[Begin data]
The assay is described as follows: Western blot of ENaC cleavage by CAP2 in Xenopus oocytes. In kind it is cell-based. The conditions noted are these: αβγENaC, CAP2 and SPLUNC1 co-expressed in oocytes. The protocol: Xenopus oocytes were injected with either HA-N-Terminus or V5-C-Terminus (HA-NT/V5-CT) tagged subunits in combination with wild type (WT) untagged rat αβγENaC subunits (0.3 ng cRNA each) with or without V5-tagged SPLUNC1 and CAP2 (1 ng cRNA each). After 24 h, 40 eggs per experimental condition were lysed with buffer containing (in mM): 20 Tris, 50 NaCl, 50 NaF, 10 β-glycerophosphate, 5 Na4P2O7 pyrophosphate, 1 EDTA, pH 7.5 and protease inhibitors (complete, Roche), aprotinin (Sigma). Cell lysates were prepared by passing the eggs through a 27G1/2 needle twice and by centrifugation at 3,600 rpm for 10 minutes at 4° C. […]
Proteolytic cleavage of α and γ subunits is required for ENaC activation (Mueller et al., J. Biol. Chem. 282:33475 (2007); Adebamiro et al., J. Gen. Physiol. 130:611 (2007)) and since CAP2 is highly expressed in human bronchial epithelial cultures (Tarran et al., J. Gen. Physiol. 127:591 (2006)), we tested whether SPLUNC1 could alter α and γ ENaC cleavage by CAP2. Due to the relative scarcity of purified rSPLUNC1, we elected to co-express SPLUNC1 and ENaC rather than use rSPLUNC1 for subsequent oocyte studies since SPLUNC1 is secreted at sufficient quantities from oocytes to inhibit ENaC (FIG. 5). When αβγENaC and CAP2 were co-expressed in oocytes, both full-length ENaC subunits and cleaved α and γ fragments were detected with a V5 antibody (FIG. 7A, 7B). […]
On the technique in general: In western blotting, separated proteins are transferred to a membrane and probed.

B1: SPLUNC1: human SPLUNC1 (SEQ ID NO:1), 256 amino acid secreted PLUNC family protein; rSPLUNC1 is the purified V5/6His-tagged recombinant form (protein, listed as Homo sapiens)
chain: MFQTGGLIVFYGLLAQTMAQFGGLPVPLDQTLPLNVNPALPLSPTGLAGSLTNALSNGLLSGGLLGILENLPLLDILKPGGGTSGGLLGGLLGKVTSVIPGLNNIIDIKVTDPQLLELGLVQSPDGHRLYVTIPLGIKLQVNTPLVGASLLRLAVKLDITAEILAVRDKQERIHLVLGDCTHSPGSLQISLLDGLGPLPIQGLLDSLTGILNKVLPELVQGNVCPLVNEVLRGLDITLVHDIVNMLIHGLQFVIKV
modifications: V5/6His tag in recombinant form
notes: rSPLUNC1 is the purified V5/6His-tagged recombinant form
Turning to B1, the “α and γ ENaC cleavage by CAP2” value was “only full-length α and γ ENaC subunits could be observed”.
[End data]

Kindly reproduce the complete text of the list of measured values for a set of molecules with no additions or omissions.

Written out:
The assay is described as follows: Western blot of ENaC cleavage by CAP2 in Xenopus oocytes. In kind it is cell-based. The conditions noted are these: αβγENaC, CAP2 and SPLUNC1 co-expressed in oocytes. The protocol: Xenopus oocytes were injected with either HA-N-Terminus or V5-C-Terminus (HA-NT/V5-CT) tagged subunits in combination with wild type (WT) untagged rat αβγENaC subunits (0.3 ng cRNA each) with or without V5-tagged SPLUNC1 and CAP2 (1 ng cRNA each). After 24 h, 40 eggs per experimental condition were lysed with buffer containing (in mM): 20 Tris, 50 NaCl, 50 NaF, 10 β-glycerophosphate, 5 Na4P2O7 pyrophosphate, 1 EDTA, pH 7.5 and protease inhibitors (complete, Roche), aprotinin (Sigma). Cell lysates were prepared by passing the eggs through a 27G1/2 needle twice and by centrifugation at 3,600 rpm for 10 minutes at 4° C. […]
Proteolytic cleavage of α and γ subunits is required for ENaC activation (Mueller et al., J. Biol. Chem. 282:33475 (2007); Adebamiro et al., J. Gen. Physiol. 130:611 (2007)) and since CAP2 is highly expressed in human bronchial epithelial cultures (Tarran et al., J. Gen. Physiol. 127:591 (2006)), we tested whether SPLUNC1 could alter α and γ ENaC cleavage by CAP2. Due to the relative scarcity of purified rSPLUNC1, we elected to co-express SPLUNC1 and ENaC rather than use rSPLUNC1 for subsequent oocyte studies since SPLUNC1 is secreted at sufficient quantities from oocytes to inhibit ENaC (FIG. 5). When αβγENaC and CAP2 were co-expressed in oocytes, both full-length ENaC subunits and cleaved α and γ fragments were detected with a V5 antibody (FIG. 7A, 7B). […]
On the technique in general: In western blotting, separated proteins are transferred to a membrane and probed.

B1: SPLUNC1: human SPLUNC1 (SEQ ID NO:1), 256 amino acid secreted PLUNC family protein; rSPLUNC1 is the purified V5/6His-tagged recombinant form (protein, listed as Homo sapiens)
chain: MFQTGGLIVFYGLLAQTMAQFGGLPVPLDQTLPLNVNPALPLSPTGLAGSLTNALSNGLLSGGLLGILENLPLLDILKPGGGTSGGLLGGLLGKVTSVIPGLNNIIDIKVTDPQLLELGLVQSPDGHRLYVTIPLGIKLQVNTPLVGASLLRLAVKLDITAEILAVRDKQERIHLVLGDCTHSPGSLQISLLDGLGPLPIQGLLDSLTGILNKVLPELVQGNVCPLVNEVLRGLDITLVHDIVNMLIHGLQFVIKV
modifications: V5/6His tag in recombinant form
notes: rSPLUNC1 is the purified V5/6His-tagged recombinant form
Turning to B1, the “α and γ ENaC cleavage by CAP2” value was “only full-length α and γ ENaC subunits could be observed”.